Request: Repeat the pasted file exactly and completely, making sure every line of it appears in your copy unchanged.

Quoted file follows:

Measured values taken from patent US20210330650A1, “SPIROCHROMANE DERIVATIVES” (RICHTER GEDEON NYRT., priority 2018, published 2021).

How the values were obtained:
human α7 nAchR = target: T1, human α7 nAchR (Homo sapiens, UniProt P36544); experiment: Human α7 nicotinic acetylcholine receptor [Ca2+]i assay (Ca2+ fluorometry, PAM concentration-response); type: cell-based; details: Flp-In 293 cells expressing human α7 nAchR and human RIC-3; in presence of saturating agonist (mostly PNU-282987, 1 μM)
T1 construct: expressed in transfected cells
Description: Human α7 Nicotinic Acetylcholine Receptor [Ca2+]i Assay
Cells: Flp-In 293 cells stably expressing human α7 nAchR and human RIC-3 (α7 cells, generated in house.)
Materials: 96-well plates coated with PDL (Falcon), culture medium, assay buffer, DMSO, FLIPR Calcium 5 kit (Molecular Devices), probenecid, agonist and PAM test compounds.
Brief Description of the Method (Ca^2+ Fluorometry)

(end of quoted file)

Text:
Measured values taken from patent US20210330650A1, “SPIROCHROMANE DERIVATIVES” (RICHTER GEDEON NYRT., priority 2018, published 2021).

How the values were obtained:
human α7 nAchR = target: T1, human α7 nAchR (Homo sapiens, UniProt P36544); experiment: Human α7 nicotinic acetylcholine receptor [Ca2+]i assay (Ca2+ fluorometry, PAM concentration-response); type: cell-based; details: Flp-In 293 cells expressing human α7 nAchR and human RIC-3; in presence of saturating agonist (mostly PNU-282987, 1 μM)
T1 construct: expressed in transfected cells
Description: Human α7 Nicotinic Acetylcholine Receptor [Ca2+]i Assay
Cells: Flp-In 293 cells stably expressing human α7 nAchR and human RIC-3 (α7 cells, generated in house.)
Materials: 96-well plates coated with PDL (Falcon), culture medium, assay buffer, DMSO, FLIPR Calcium 5 kit (Molecular Devices), probenecid, agonist and PAM test compounds.
Brief Description of the Method (Ca^2+ Fluorometry)